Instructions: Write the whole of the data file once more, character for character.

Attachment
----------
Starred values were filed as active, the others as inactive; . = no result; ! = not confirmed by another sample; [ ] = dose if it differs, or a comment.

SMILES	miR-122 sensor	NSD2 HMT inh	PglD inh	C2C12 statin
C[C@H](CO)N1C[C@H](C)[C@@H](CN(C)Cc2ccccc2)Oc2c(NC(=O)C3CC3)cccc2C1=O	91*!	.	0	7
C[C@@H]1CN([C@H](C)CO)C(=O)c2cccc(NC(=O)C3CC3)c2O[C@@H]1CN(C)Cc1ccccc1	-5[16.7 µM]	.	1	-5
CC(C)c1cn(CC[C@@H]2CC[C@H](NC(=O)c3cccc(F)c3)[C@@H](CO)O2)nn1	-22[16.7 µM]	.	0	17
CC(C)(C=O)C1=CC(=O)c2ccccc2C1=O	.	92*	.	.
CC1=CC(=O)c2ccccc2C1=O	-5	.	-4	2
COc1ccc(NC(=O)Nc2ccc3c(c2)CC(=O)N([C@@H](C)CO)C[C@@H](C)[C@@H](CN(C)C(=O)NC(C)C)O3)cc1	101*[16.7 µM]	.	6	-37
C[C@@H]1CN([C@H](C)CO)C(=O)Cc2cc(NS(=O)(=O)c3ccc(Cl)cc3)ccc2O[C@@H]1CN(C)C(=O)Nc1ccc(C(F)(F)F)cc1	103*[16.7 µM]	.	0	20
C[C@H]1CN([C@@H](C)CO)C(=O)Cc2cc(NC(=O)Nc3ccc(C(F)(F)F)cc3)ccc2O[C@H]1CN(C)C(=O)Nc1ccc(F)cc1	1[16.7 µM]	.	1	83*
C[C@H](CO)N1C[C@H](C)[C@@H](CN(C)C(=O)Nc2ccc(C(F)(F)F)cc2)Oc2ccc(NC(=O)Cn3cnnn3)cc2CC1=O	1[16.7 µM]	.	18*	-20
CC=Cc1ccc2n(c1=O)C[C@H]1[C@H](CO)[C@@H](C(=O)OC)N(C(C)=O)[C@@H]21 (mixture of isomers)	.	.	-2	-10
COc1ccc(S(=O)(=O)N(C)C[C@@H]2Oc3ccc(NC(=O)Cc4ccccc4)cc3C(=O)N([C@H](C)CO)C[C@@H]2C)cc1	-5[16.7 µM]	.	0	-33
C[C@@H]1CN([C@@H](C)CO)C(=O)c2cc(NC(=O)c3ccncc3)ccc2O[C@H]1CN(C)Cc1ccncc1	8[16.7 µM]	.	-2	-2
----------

Starred values were filed as active, the others as inactive; . = no result; ! = not confirmed by another sample; [ ] = dose if it differs, or a comment.

SMILES	miR-122 sensor	NSD2 HMT inh	PglD inh	C2C12 statin
C[C@H](CO)N1C[C@H](C)[C@@H](CN(C)Cc2ccccc2)Oc2c(NC(=O)C3CC3)cccc2C1=O	91*!	.	0	7
C[C@@H]1CN([C@H](C)CO)C(=O)c2cccc(NC(=O)C3CC3)c2O[C@@H]1CN(C)Cc1ccccc1	-5[16.7 µM]	.	1	-5
CC(C)c1cn(CC[C@@H]2CC[C@H](NC(=O)c3cccc(F)c3)[C@@H](CO)O2)nn1	-22[16.7 µM]	.	0	17
CC(C)(C=O)C1=CC(=O)c2ccccc2C1=O	.	92*	.	.
CC1=CC(=O)c2ccccc2C1=O	-5	.	-4	2
COc1ccc(NC(=O)Nc2ccc3c(c2)CC(=O)N([C@@H](C)CO)C[C@@H](C)[C@@H](CN(C)C(=O)NC(C)C)O3)cc1	101*[16.7 µM]	.	6	-37
C[C@@H]1CN([C@H](C)CO)C(=O)Cc2cc(NS(=O)(=O)c3ccc(Cl)cc3)ccc2O[C@@H]1CN(C)C(=O)Nc1ccc(C(F)(F)F)cc1	103*[16.7 µM]	.	0	20
C[C@H]1CN([C@@H](C)CO)C(=O)Cc2cc(NC(=O)Nc3ccc(C(F)(F)F)cc3)ccc2O[C@H]1CN(C)C(=O)Nc1ccc(F)cc1	1[16.7 µM]	.	1	83*
C[C@H](CO)N1C[C@H](C)[C@@H](CN(C)C(=O)Nc2ccc(C(F)(F)F)cc2)Oc2ccc(NC(=O)Cn3cnnn3)cc2CC1=O	1[16.7 µM]	.	18*	-20
CC=Cc1ccc2n(c1=O)C[C@H]1[C@H](CO)[C@@H](C(=O)OC)N(C(C)=O)[C@@H]21 (mixture of isomers)	.	.	-2	-10
COc1ccc(S(=O)(=O)N(C)C[C@@H]2Oc3ccc(NC(=O)Cc4ccccc4)cc3C(=O)N([C@H](C)CO)C[C@@H]2C)cc1	-5[16.7 µM]	.	0	-33
C[C@@H]1CN([C@@H](C)CO)C(=O)c2cc(NC(=O)c3ccncc3)ccc2O[C@H]1CN(C)Cc1ccncc1	8[16.7 µM]	.	-2	-2